lar you can in United States war
tamps and treasury savings cert If I-
KINNEY & TRUAX
101 North Sixth
cates. They bring 4 per cent inter
est compounded quarterly. Five
years from now $4.12 will he worth
nearly ten dollars, taking into con
sideration interest and a certain
drop inr prices as production catches
up , with demand.
The Ashland Record announces
that in the near future that paper
will be given a new name,. The Pa
ciflo Record Herald. The new paper
will attempt to give Southern Ore
gon the (help which it deserves, and
1 be broad enough to cover the whole
least, par of the stuff to be compiled
of Americans, is to bo taken up im
mediately. It was unanimously de
termined that more attention must
be paid in the Japanose schools to
the teaching of American history,
ideals and customs and the English
MASTER KEY TICKLER
Philadelphia, Aug. 15, Andrew
Carnegie was lauded as "the muster
I manipulator of the telegraph key in
'his day" by Colonel Joseph Green.
The Poles, Ukrainians and Gen-'eighty six years old. Philadelphia's
eral Kolchak's Russian forces are hot veeran telegraph operator. '
after the bolsheviks, vet ihe Reds i flrst n,et Mr Carnegie
appear to be hanging onto life like
a cat with nine lives.
JAPS TO FOLLOW THE
PATH OF AMERICANS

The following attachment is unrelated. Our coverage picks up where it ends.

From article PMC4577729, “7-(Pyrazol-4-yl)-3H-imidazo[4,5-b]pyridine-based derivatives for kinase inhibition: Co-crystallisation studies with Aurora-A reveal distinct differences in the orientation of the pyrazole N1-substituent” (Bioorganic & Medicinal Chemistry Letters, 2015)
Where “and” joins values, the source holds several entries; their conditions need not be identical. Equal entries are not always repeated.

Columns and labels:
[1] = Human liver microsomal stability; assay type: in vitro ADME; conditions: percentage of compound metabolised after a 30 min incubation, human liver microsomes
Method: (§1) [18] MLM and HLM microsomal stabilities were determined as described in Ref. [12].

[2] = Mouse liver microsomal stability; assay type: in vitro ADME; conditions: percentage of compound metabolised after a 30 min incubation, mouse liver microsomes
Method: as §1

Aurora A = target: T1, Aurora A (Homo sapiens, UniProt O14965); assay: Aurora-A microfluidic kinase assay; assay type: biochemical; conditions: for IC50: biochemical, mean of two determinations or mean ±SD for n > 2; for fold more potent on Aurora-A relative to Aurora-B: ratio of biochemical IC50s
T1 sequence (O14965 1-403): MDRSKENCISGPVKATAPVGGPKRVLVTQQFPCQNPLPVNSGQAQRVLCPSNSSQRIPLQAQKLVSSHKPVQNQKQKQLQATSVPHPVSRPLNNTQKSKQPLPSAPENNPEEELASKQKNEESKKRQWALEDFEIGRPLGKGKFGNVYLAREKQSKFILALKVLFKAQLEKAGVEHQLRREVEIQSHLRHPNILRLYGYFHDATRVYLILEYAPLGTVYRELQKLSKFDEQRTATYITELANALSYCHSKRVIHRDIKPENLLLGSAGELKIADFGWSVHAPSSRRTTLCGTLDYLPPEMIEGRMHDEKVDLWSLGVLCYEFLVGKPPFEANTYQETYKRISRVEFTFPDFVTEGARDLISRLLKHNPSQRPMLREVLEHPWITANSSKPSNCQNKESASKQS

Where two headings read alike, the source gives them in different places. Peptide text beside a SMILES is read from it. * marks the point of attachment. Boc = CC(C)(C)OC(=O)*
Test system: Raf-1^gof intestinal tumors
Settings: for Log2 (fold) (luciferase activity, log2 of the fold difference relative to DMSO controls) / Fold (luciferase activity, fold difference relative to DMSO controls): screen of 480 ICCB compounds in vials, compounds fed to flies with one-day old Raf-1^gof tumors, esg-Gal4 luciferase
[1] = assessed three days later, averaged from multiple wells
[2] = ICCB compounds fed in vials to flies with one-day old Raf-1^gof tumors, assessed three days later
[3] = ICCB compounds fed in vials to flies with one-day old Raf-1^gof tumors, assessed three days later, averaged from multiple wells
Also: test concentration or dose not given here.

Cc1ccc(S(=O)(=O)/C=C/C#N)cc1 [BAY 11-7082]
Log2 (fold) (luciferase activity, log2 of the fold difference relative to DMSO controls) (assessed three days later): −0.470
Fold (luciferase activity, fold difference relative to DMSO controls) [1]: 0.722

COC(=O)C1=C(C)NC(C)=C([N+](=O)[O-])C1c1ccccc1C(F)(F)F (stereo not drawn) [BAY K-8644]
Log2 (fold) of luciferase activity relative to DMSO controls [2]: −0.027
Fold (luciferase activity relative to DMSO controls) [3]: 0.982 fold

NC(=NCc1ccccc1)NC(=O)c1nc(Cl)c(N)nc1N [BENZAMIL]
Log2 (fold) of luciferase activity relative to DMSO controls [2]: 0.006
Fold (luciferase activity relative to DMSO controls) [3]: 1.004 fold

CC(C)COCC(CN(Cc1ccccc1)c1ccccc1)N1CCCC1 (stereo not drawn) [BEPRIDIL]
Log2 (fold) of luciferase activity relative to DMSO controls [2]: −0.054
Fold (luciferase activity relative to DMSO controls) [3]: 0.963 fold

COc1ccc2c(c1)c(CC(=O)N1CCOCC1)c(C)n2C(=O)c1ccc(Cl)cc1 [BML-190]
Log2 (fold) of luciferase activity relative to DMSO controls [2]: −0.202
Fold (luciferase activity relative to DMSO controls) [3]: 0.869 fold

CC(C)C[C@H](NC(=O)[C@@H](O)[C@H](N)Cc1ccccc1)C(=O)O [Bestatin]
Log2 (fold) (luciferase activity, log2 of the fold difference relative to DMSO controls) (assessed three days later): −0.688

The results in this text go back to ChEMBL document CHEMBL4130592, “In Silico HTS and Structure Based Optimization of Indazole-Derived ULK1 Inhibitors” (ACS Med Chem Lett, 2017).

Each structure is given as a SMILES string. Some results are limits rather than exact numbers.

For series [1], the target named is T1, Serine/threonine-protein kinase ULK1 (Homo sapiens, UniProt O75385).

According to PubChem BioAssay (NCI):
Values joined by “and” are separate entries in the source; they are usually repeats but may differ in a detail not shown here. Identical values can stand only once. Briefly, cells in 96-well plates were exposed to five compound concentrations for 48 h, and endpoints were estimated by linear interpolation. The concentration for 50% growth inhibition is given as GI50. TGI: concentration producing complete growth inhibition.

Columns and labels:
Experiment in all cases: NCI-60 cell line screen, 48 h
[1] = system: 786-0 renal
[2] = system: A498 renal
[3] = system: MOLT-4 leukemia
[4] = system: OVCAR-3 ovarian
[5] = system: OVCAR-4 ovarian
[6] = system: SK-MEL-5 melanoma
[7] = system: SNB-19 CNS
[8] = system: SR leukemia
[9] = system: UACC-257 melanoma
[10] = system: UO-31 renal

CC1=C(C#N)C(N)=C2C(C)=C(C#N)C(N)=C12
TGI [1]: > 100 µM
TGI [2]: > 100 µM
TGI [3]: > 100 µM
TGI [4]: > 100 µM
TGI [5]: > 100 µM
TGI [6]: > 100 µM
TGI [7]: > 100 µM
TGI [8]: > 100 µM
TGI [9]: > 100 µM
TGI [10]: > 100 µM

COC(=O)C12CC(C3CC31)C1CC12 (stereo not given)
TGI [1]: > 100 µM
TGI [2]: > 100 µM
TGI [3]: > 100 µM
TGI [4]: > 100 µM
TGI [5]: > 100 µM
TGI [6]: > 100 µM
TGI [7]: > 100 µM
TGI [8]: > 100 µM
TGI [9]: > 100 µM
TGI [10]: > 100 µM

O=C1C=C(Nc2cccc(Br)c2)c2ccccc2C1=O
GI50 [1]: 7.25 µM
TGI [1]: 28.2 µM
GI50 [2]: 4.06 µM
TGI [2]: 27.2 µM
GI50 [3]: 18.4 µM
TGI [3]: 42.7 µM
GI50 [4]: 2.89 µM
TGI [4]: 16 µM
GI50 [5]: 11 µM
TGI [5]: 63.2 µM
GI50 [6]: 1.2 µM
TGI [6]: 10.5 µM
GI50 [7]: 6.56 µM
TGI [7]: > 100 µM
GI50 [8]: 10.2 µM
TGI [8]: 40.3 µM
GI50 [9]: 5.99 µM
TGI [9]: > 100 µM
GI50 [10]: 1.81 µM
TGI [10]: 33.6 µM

Colonel Creen. in 1N57. 1 wub at
that time an operator for the Pen
nsylvania Railroad in this city and
; frequently held conversations over
; the wire with him as private opera
! tor of Colonel Thomas A. Scott,
president of the road. We all knew
I him a 'Andy' and re- oitnlzed him as
j a master of the key,"
, Return Home From XUft
j Mr. and Mrs. Glenn R. Johnson of
Honolulu. T. H., Aug. 23. He- j Portland, who spent several days
forms In the Japanese language wlth the George P. Cramer family,
school system of Hawaii were decid-j)eft last night for their home. They
ed upon here at a! conference of 45 have Just made a 400-mile hike from
teachers. The Japanese educators Estacada. through Central Oregon
plan to Americanize the schools and (to Crater Ike. During their trip
to stress the work of inculcating they visited 82 lakes and fished at
American Ideals in their pupils while the headwaters of six rivers. Mr.
retaining the privilege of studying and Mrs. Johnson will spend' two
their language tnd culture. weeks In Portland before leaving for
The establishment of. a." normal the east, where (Mr. Johnson will en